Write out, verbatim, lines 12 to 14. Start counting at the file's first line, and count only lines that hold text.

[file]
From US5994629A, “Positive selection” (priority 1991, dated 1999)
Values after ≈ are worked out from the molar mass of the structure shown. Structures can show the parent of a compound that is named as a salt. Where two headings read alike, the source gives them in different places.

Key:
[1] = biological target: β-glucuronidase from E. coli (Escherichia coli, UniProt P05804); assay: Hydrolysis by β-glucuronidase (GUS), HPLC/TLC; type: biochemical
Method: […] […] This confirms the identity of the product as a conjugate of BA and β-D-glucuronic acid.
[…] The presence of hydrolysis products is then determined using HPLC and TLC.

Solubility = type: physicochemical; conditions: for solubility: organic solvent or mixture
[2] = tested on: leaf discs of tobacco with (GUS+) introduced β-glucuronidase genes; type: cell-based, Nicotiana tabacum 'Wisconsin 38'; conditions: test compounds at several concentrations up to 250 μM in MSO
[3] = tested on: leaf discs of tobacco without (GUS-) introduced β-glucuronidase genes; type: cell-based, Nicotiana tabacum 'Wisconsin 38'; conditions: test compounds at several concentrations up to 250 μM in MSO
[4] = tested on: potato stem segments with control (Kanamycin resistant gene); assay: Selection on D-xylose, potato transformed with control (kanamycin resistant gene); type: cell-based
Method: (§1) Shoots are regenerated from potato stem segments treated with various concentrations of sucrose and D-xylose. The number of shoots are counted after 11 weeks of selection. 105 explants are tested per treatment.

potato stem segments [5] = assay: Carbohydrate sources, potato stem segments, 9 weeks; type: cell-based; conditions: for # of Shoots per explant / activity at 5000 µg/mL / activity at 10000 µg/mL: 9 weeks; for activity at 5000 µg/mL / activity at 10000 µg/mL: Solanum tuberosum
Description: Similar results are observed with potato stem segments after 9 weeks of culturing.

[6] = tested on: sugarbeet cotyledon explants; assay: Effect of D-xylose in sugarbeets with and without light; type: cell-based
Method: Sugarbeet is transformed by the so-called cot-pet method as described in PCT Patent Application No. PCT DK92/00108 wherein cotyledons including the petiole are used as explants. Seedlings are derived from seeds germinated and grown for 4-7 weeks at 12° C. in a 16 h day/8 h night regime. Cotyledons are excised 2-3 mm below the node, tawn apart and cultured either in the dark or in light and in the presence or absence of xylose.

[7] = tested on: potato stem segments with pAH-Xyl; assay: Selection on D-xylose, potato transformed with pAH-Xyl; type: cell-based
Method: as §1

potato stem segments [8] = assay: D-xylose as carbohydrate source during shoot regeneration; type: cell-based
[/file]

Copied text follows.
potato stem segments [5] = assay: Carbohydrate sources, potato stem segments, 9 weeks; type: cell-based; conditions: for # of Shoots per explant / activity at 5000 µg/mL / activity at 10000 µg/mL: 9 weeks; for activity at 5000 µg/mL / activity at 10000 µg/mL: Solanum tuberosum
Description: Similar results are observed with potato stem segments after 9 weeks of culturing.

[6] = tested on: sugarbeet cotyledon explants; assay: Effect of D-xylose in sugarbeets with and without light; type: cell-based